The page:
Federal and Missouri public health care programs have strict record keeping requirements for physicians seeking reimbursement. After providing medical services to patients, a practitioner must submit claims to the government to receive payment.
According to Johns Hopkins Medicine, a common health care fraud charge involves misrepresenting medical services to receive a larger payment. Doctors may find themselves facing fraud charges from allegations of treating nonexistent medical conditions. Suspicions of falsified surgeries or procedures may lead to accusations of untruthful billing practices.
Fighting a charge with accounting and medical records
When a practitioner allegedly filed a false claim, a prosecutor must prove beyond a reasonable doubt that he or she intended to deceive an insurance provider. Submitting claims recklessly or without regard to the truth, however, may indicate negligence rather than dishonesty.
Disclosing accounting and billing records could demonstrate an error or mistake on the part of the doctor or staff member. A physician may also counter a fraud charge by providing detailed performance records or other proof of the services performed. The files of patients who required treatment could coincide with a doctor’s hospital schedule.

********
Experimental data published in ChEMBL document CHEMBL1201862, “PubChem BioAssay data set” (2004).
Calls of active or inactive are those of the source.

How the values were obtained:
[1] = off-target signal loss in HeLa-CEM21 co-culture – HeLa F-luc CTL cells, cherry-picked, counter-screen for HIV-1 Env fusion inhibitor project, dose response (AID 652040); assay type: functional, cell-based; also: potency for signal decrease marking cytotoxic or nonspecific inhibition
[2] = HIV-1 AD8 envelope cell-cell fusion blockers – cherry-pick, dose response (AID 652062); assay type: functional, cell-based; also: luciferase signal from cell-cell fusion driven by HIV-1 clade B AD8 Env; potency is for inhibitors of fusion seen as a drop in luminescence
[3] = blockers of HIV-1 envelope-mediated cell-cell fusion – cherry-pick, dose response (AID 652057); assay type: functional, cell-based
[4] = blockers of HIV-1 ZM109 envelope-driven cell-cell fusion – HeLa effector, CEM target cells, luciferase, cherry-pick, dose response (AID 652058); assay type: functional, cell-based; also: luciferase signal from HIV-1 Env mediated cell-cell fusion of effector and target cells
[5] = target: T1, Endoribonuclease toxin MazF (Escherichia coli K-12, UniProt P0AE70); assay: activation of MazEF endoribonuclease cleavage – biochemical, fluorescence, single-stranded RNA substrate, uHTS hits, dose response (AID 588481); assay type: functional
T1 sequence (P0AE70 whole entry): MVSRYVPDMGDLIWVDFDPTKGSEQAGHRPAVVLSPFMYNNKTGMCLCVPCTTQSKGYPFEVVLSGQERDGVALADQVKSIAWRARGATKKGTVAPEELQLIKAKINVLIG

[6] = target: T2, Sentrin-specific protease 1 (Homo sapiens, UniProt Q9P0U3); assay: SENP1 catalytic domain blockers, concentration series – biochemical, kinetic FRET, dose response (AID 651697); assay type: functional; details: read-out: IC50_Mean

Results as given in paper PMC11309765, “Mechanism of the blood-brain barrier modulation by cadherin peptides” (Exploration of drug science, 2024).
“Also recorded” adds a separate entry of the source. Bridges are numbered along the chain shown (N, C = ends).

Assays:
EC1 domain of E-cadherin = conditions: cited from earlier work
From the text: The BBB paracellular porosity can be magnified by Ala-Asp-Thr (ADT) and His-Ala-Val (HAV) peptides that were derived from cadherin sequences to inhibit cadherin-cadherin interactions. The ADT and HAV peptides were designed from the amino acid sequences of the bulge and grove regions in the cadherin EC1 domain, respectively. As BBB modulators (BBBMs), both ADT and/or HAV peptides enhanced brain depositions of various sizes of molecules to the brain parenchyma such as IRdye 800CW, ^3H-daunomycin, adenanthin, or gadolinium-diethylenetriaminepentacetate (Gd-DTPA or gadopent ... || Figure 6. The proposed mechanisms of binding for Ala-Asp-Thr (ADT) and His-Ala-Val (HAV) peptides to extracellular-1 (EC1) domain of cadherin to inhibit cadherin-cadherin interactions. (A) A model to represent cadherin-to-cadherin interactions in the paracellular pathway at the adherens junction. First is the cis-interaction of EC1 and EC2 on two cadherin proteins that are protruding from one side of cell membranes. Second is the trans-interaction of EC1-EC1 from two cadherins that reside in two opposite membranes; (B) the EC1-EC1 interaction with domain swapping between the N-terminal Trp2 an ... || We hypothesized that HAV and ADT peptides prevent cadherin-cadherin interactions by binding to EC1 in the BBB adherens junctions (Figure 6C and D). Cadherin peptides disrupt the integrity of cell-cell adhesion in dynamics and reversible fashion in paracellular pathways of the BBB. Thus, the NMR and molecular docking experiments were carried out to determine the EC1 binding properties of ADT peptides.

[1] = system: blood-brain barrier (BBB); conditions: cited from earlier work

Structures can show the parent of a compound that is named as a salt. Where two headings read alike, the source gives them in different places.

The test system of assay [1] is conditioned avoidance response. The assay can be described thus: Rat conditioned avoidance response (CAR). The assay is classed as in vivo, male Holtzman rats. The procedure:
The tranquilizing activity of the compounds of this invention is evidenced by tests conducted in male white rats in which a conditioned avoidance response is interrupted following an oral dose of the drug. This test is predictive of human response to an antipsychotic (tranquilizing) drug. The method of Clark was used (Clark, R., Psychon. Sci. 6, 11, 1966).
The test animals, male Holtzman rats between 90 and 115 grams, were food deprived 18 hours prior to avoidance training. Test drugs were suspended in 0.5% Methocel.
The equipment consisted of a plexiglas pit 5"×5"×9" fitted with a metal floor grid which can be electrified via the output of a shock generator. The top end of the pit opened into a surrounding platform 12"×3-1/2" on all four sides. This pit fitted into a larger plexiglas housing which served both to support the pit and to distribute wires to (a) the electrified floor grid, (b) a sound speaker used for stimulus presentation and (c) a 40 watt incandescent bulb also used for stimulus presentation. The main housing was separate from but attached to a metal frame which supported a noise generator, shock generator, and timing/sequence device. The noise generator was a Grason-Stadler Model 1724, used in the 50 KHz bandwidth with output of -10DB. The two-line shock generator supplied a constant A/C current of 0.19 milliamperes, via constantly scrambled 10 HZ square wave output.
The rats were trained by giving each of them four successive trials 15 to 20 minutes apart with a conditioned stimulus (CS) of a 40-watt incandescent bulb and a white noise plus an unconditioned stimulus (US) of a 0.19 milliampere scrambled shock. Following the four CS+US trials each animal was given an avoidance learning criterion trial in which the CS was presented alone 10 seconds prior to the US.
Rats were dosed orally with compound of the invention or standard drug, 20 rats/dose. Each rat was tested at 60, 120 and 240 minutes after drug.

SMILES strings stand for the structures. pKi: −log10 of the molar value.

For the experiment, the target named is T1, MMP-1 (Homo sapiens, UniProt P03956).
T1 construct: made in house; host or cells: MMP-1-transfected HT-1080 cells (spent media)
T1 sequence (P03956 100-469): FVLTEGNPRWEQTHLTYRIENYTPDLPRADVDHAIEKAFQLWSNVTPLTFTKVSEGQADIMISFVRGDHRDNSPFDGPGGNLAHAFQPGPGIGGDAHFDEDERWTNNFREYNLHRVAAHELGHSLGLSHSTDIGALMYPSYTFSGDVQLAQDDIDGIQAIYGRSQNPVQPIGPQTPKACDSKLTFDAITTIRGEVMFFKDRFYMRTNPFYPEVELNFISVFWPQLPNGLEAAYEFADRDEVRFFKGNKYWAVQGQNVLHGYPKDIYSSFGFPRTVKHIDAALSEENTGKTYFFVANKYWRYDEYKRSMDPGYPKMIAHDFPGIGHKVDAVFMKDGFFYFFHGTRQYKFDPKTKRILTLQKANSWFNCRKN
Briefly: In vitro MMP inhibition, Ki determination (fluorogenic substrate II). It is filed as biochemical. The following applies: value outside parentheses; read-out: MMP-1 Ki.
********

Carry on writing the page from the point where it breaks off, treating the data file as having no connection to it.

Asking witnesses to testify that services were necessary
Possible witnesses who could verify medical services as necessary procedures include nurses, staff or other practitioners who assisted with a treatment. Patients may also testify to confirm their identities, conditions and health care regimen. Various testimonies could show that a doctor submitted bills honestly and in good faith.
Bargaining when evidence does not provide an adequate defense
As noted by the American Bar Association, accepting a plea bargain preserves the court’s resources and may result in a more lenient sentence in many cases. Plea bargaining allows a physician to come to an agreement with a prosecutor to resolve a case that the available evidence cannot counter.
A fraud charge may not always lead to a felony conviction. While an experienced prosecutor may accept a plea deal, however, a federal judge must also approve it. Although the judge may need to meet minimum sentencing guidelines, under certain circumstances, the sentence may not require incarceration.